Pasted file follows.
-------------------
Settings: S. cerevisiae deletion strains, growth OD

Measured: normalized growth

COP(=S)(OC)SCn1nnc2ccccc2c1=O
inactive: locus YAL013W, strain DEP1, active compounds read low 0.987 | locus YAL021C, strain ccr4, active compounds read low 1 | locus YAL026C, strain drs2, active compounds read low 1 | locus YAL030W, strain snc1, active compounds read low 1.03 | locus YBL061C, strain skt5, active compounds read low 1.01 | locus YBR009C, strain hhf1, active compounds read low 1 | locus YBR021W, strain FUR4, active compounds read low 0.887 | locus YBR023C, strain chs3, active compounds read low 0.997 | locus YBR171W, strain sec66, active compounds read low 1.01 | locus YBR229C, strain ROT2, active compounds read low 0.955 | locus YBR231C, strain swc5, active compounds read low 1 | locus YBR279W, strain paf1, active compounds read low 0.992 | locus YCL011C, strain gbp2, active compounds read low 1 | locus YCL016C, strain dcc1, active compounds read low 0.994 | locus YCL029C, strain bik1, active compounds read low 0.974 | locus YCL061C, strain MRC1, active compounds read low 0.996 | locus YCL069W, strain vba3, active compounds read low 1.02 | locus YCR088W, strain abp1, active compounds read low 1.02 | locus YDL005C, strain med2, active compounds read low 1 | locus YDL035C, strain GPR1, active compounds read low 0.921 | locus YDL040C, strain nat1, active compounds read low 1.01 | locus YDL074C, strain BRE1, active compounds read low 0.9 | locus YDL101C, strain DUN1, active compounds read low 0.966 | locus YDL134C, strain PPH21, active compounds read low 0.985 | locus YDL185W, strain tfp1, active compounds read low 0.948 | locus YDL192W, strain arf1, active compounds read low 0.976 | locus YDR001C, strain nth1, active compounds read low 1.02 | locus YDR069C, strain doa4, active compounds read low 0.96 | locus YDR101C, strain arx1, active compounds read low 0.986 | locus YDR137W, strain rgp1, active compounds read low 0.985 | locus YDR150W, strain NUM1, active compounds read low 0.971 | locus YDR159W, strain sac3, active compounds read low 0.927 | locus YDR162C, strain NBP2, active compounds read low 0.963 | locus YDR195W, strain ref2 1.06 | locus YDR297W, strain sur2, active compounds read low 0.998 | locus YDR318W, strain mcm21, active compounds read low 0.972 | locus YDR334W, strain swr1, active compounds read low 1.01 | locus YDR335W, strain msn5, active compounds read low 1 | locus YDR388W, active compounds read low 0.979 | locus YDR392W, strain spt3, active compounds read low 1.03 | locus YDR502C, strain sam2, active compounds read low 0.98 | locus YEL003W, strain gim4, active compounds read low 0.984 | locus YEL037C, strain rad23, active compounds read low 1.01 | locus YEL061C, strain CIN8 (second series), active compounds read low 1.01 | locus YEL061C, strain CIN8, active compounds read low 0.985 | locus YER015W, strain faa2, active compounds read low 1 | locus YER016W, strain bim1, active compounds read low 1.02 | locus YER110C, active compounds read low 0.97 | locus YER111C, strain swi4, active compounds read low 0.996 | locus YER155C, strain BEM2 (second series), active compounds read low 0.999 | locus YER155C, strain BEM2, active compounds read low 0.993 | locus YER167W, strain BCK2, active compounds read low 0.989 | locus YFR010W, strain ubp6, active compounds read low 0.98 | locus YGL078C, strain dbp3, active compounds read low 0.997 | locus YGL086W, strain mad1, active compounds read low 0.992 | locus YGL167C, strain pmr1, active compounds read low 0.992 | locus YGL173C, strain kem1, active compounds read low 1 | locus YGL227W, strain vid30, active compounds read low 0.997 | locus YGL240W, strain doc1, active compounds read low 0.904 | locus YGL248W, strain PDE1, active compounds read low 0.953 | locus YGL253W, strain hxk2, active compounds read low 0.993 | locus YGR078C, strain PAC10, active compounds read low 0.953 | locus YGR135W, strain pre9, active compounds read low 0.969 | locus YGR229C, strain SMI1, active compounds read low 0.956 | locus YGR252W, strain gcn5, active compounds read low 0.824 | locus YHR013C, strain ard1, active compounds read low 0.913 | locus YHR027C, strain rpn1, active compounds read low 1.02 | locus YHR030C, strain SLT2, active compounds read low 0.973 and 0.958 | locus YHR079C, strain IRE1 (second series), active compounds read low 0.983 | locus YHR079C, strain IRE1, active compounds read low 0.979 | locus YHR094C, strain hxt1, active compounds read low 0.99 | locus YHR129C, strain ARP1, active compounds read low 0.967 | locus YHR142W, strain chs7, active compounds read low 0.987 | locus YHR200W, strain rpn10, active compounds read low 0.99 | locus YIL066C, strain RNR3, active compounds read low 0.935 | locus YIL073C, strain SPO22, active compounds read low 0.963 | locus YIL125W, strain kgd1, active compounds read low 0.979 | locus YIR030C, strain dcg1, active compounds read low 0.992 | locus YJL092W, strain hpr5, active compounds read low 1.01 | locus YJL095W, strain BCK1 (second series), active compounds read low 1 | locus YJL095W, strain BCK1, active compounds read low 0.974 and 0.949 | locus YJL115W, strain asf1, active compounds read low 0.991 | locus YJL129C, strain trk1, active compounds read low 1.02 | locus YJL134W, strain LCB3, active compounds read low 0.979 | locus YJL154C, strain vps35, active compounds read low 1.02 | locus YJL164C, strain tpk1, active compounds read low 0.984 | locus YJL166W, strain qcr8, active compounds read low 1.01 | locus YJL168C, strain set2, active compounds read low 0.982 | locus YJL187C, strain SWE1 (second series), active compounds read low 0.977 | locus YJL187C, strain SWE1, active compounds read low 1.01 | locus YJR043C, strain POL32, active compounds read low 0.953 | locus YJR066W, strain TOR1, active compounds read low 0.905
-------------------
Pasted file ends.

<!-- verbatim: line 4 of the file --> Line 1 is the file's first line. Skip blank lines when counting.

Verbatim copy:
inactive: locus YAL013W, strain DEP1, active compounds read low 0.987 | locus YAL021C, strain ccr4, active compounds read low 1 | locus YAL026C, strain drs2, active compounds read low 1 | locus YAL030W, strain snc1, active compounds read low 1.03 | locus YBL061C, strain skt5, active compounds read low 1.01 | locus YBR009C, strain hhf1, active compounds read low 1 | locus YBR021W, strain FUR4, active compounds read low 0.887 | locus YBR023C, strain chs3, active compounds read low 0.997 | locus YBR171W, strain sec66, active compounds read low 1.01 | locus YBR229C, strain ROT2, active compounds read low 0.955 | locus YBR231C, strain swc5, active compounds read low 1 | locus YBR279W, strain paf1, active compounds read low 0.992 | locus YCL011C, strain gbp2, active compounds read low 1 | locus YCL016C, strain dcc1, active compounds read low 0.994 | locus YCL029C, strain bik1, active compounds read low 0.974 | locus YCL061C, strain MRC1, active compounds read low 0.996 | locus YCL069W, strain vba3, active compounds read low 1.02 | locus YCR088W, strain abp1, active compounds read low 1.02 | locus YDL005C, strain med2, active compounds read low 1 | locus YDL035C, strain GPR1, active compounds read low 0.921 | locus YDL040C, strain nat1, active compounds read low 1.01 | locus YDL074C, strain BRE1, active compounds read low 0.9 | locus YDL101C, strain DUN1, active compounds read low 0.966 | locus YDL134C, strain PPH21, active compounds read low 0.985 | locus YDL185W, strain tfp1, active compounds read low 0.948 | locus YDL192W, strain arf1, active compounds read low 0.976 | locus YDR001C, strain nth1, active compounds read low 1.02 | locus YDR069C, strain doa4, active compounds read low 0.96 | locus YDR101C, strain arx1, active compounds read low 0.986 | locus YDR137W, strain rgp1, active compounds read low 0.985 | locus YDR150W, strain NUM1, active compounds read low 0.971 | locus YDR159W, strain sac3, active compounds read low 0.927 | locus YDR162C, strain NBP2, active compounds read low 0.963 | locus YDR195W, strain ref2 1.06 | locus YDR297W, strain sur2, active compounds read low 0.998 | locus YDR318W, strain mcm21, active compounds read low 0.972 | locus YDR334W, strain swr1, active compounds read low 1.01 | locus YDR335W, strain msn5, active compounds read low 1 | locus YDR388W, active compounds read low 0.979 | locus YDR392W, strain spt3, active compounds read low 1.03 | locus YDR502C, strain sam2, active compounds read low 0.98 | locus YEL003W, strain gim4, active compounds read low 0.984 | locus YEL037C, strain rad23, active compounds read low 1.01 | locus YEL061C, strain CIN8 (second series), active compounds read low 1.01 | locus YEL061C, strain CIN8, active compounds read low 0.985 | locus YER015W, strain faa2, active compounds read low 1 | locus YER016W, strain bim1, active compounds read low 1.02 | locus YER110C, active compounds read low 0.97 | locus YER111C, strain swi4, active compounds read low 0.996 | locus YER155C, strain BEM2 (second series), active compounds read low 0.999 | locus YER155C, strain BEM2, active compounds read low 0.993 | locus YER167W, strain BCK2, active compounds read low 0.989 | locus YFR010W, strain ubp6, active compounds read low 0.98 | locus YGL078C, strain dbp3, active compounds read low 0.997 | locus YGL086W, strain mad1, active compounds read low 0.992 | locus YGL167C, strain pmr1, active compounds read low 0.992 | locus YGL173C, strain kem1, active compounds read low 1 | locus YGL227W, strain vid30, active compounds read low 0.997 | locus YGL240W, strain doc1, active compounds read low 0.904 | locus YGL248W, strain PDE1, active compounds read low 0.953 | locus YGL253W, strain hxk2, active compounds read low 0.993 | locus YGR078C, strain PAC10, active compounds read low 0.953 | locus YGR135W, strain pre9, active compounds read low 0.969 | locus YGR229C, strain SMI1, active compounds read low 0.956 | locus YGR252W, strain gcn5, active compounds read low 0.824 | locus YHR013C, strain ard1, active compounds read low 0.913 | locus YHR027C, strain rpn1, active compounds read low 1.02 | locus YHR030C, strain SLT2, active compounds read low 0.973 and 0.958 | locus YHR079C, strain IRE1 (second series), active compounds read low 0.983 | locus YHR079C, strain IRE1, active compounds read low 0.979 | locus YHR094C, strain hxt1, active compounds read low 0.99 | locus YHR129C, strain ARP1, active compounds read low 0.967 | locus YHR142W, strain chs7, active compounds read low 0.987 | locus YHR200W, strain rpn10, active compounds read low 0.99 | locus YIL066C, strain RNR3, active compounds read low 0.935 | locus YIL073C, strain SPO22, active compounds read low 0.963 | locus YIL125W, strain kgd1, active compounds read low 0.979 | locus YIR030C, strain dcg1, active compounds read low 0.992 | locus YJL092W, strain hpr5, active compounds read low 1.01 | locus YJL095W, strain BCK1 (second series), active compounds read low 1 | locus YJL095W, strain BCK1, active compounds read low 0.974 and 0.949 | locus YJL115W, strain asf1, active compounds read low 0.991 | locus YJL129C, strain trk1, active compounds read low 1.02 | locus YJL134W, strain LCB3, active compounds read low 0.979 | locus YJL154C, strain vps35, active compounds read low 1.02 | locus YJL164C, strain tpk1, active compounds read low 0.984 | locus YJL166W, strain qcr8, active compounds read low 1.01 | locus YJL168C, strain set2, active compounds read low 0.982 | locus YJL187C, strain SWE1 (second series), active compounds read low 0.977 | locus YJL187C, strain SWE1, active compounds read low 1.01 | locus YJR043C, strain POL32, active compounds read low 0.953 | locus YJR066W, strain TOR1, active compounds read low 0.905